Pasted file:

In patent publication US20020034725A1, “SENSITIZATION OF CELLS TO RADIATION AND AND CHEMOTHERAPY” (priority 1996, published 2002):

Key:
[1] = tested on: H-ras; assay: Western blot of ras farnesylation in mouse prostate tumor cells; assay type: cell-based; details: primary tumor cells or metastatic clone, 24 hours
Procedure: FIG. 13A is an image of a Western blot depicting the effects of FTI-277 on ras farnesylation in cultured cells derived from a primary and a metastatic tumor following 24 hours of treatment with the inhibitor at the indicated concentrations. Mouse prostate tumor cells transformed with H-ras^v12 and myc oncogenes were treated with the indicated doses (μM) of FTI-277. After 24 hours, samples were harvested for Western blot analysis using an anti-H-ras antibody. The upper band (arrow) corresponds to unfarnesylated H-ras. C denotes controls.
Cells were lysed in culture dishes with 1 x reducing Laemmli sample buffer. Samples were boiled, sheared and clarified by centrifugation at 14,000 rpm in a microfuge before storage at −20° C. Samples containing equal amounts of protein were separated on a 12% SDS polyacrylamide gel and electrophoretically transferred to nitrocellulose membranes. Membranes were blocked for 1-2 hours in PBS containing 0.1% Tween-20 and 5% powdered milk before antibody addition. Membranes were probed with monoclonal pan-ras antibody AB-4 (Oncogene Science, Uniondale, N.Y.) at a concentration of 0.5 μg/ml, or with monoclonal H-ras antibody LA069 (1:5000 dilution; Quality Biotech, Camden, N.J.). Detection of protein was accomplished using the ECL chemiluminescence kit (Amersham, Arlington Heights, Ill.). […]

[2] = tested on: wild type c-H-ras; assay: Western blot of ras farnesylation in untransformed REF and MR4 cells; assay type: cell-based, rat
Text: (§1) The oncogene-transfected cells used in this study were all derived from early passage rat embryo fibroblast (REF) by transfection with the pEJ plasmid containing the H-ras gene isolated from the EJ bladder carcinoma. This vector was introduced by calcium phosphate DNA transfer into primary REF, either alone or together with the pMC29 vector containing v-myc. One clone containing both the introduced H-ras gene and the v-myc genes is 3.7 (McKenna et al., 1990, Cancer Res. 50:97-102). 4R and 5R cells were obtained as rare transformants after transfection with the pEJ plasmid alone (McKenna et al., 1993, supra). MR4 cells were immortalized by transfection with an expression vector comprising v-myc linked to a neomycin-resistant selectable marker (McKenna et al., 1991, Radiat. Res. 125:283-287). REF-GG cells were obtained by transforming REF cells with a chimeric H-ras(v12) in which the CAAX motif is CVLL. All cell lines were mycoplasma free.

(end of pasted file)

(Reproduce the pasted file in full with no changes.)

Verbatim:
In patent publication US20020034725A1, “SENSITIZATION OF CELLS TO RADIATION AND AND CHEMOTHERAPY” (priority 1996, published 2002):

Key:
[1] = tested on: H-ras; assay: Western blot of ras farnesylation in mouse prostate tumor cells; assay type: cell-based; details: primary tumor cells or metastatic clone, 24 hours
Procedure: FIG. 13A is an image of a Western blot depicting the effects of FTI-277 on ras farnesylation in cultured cells derived from a primary and a metastatic tumor following 24 hours of treatment with the inhibitor at the indicated concentrations. Mouse prostate tumor cells transformed with H-ras^v12 and myc oncogenes were treated with the indicated doses (μM) of FTI-277. After 24 hours, samples were harvested for Western blot analysis using an anti-H-ras antibody. The upper band (arrow) corresponds to unfarnesylated H-ras. C denotes controls.
Cells were lysed in culture dishes with 1 x reducing Laemmli sample buffer. Samples were boiled, sheared and clarified by centrifugation at 14,000 rpm in a microfuge before storage at −20° C. Samples containing equal amounts of protein were separated on a 12% SDS polyacrylamide gel and electrophoretically transferred to nitrocellulose membranes. Membranes were blocked for 1-2 hours in PBS containing 0.1% Tween-20 and 5% powdered milk before antibody addition. Membranes were probed with monoclonal pan-ras antibody AB-4 (Oncogene Science, Uniondale, N.Y.) at a concentration of 0.5 μg/ml, or with monoclonal H-ras antibody LA069 (1:5000 dilution; Quality Biotech, Camden, N.J.). Detection of protein was accomplished using the ECL chemiluminescence kit (Amersham, Arlington Heights, Ill.). […]

[2] = tested on: wild type c-H-ras; assay: Western blot of ras farnesylation in untransformed REF and MR4 cells; assay type: cell-based, rat
Text: (§1) The oncogene-transfected cells used in this study were all derived from early passage rat embryo fibroblast (REF) by transfection with the pEJ plasmid containing the H-ras gene isolated from the EJ bladder carcinoma. This vector was introduced by calcium phosphate DNA transfer into primary REF, either alone or together with the pMC29 vector containing v-myc. One clone containing both the introduced H-ras gene and the v-myc genes is 3.7 (McKenna et al., 1990, Cancer Res. 50:97-102). 4R and 5R cells were obtained as rare transformants after transfection with the pEJ plasmid alone (McKenna et al., 1993, supra). MR4 cells were immortalized by transfection with an expression vector comprising v-myc linked to a neomycin-resistant selectable marker (McKenna et al., 1991, Radiat. Res. 125:283-287). REF-GG cells were obtained by transforming REF cells with a chimeric H-ras(v12) in which the CAAX motif is CVLL. All cell lines were mycoplasma free.